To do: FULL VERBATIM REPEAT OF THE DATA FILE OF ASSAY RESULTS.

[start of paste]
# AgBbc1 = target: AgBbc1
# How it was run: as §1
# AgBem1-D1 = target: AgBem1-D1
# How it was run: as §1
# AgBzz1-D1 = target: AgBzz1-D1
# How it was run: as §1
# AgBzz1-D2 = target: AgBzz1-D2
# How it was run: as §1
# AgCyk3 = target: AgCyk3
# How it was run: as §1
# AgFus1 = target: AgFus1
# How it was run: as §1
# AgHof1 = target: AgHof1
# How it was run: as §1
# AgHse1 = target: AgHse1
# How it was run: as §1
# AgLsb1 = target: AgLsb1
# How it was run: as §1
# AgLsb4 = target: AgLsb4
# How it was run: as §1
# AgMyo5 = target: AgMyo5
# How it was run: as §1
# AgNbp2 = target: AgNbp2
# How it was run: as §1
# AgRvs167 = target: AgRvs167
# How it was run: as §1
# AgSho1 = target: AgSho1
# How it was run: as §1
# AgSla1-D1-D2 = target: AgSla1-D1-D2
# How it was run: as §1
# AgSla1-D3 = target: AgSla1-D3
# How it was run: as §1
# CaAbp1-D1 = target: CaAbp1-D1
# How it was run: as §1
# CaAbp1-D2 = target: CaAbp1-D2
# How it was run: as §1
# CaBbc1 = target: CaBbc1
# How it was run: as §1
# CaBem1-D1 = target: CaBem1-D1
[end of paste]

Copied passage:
# AgBbc1 = target: AgBbc1
# How it was run: as §1
# AgBem1-D1 = target: AgBem1-D1
# How it was run: as §1
# AgBzz1-D1 = target: AgBzz1-D1
# How it was run: as §1
# AgBzz1-D2 = target: AgBzz1-D2
# How it was run: as §1
# AgCyk3 = target: AgCyk3
# How it was run: as §1
# AgFus1 = target: AgFus1
# How it was run: as §1
# AgHof1 = target: AgHof1
# How it was run: as §1
# AgHse1 = target: AgHse1
# How it was run: as §1
# AgLsb1 = target: AgLsb1
# How it was run: as §1
# AgLsb4 = target: AgLsb4
# How it was run: as §1
# AgMyo5 = target: AgMyo5
# How it was run: as §1
# AgNbp2 = target: AgNbp2
# How it was run: as §1
# AgRvs167 = target: AgRvs167
# How it was run: as §1
# AgSho1 = target: AgSho1
# How it was run: as §1
# AgSla1-D1-D2 = target: AgSla1-D1-D2
# How it was run: as §1
# AgSla1-D3 = target: AgSla1-D3
# How it was run: as §1
# CaAbp1-D1 = target: CaAbp1-D1
# How it was run: as §1
# CaAbp1-D2 = target: CaAbp1-D2
# How it was run: as §1
# CaBbc1 = target: CaBbc1
# How it was run: as §1
# CaBem1-D1 = target: CaBem1-D1